Summary

  • As a carer, you have the right to make a complaint about the care or service given to the person you care for.
  • Complaints from carers are treated with the same respect as complaints directly from the person in their care.
  • Make your complaint as soon as possible, either in person or in writing.
  • All state government, local council and government-funded services have processes for hearing and dealing with complaints within their organisation.
  • If you are unhappy with the responses from the service involved or the organisation they represent, you can make a formal complaint to a regulatory body or authority, such as the Health Complaints Commissioner or the Aged Care Complaints Commissioner.
Respect, consideration, recognition and support are some of the principles that guide services in how they should work with carers. 

As a carer, you have the right to raise any concerns you may have about the care the person you are caring for receives. Complaints from carers are treated with the same respect as complaints directly from the person in care.

Speaking up

One of the challenges of providing care for someone is knowing when to speak up about the services they get. It is okay to speak up if you think something is wrong. 

If you feel that any rights have been ignored during treatment, you can give feedback or make a complaint.

Write it down

It is a good idea to write down your concerns. Make notes during appointments and keep track of dates, times and the people involved. It is also useful to have this information on hand when you need to make a complaint.  

Where to start to make a complaint

It is a good idea to make your complaint as soon as possible, either in person or in writing. The longer 
you wait, the harder it could be to find out the facts and resolve any issues. 

Step 1. Speak directly with the healthcare professional or service provider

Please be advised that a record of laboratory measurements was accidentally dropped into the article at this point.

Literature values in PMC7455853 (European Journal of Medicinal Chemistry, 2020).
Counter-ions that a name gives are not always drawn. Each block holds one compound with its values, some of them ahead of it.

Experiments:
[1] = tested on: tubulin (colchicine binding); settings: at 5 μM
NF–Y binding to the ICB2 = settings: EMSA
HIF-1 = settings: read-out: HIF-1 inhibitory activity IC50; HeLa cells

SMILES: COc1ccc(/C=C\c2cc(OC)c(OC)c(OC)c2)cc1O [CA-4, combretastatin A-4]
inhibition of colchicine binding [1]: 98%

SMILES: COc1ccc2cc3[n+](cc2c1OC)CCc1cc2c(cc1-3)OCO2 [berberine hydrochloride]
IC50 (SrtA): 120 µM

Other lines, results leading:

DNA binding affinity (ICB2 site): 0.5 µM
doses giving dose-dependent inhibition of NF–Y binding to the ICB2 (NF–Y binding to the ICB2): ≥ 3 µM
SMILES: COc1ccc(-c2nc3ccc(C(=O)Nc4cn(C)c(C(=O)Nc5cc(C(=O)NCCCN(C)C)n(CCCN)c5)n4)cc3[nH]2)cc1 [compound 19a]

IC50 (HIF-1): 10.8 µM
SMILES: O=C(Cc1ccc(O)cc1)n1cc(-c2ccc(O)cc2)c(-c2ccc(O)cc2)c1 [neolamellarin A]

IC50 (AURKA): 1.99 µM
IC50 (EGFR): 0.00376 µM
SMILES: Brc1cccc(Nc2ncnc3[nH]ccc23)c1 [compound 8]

As a first step, speak with the healthcare professional or service provider involved. It might be a misunderstanding or something that a simple apology could resolve.

Step 2. Speak with someone representing the healthcare service

Services often welcome feedback so they can improve their service. Sometimes it highlights a bigger problem that they need to address. All services have processes for hearing and dealing with complaints within their organisation.

The service may be able to give you an immediate solution, or will try to address your complaint as soon as possible through its complaints process. 

Services should keep you updated on their progress in addressing your complaint.

Step 3. Lodge your complaint with a regulatory body or authority

If you are unhappy with the response from the service involved and the organisation they represent, you can make a formal complaint to a regulatory body or authority such as the Health Complaints Commissioner (for treatment by any Victorian healthcare organisation, including private treatment).

It is a good idea to phone the regulatory body or authority first to make sure they are the right organisation to deal with your complaint and to discuss their process.

Getting legal advice as a carer

Depending on your complaint you may need some legal advice.

Victoria Legal Aid

If you or someone you know needs legal advice, Victoria Legal Aid can provide free legal advice. Call 1300 792 387 between 8.15am to 5.15pm, Monday to Friday for free advice.

The Law Institute of Victoria – Referral Service

The Law Institute of Victoria manages a referral service that can connect you with a legal practitioner. With a referral from the Law Institute of Victoria, your introductory meeting (up to 30 minutes) will be free of charge. After that, standard legal fees will apply.

Where to get help 

More information

Carers, caring and respite care services topics

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Support for carers

Day to day caring and support

Content Partner

This page has been produced in consultation with and approved by: Department of Health and Human Services

Last updated: October 2015

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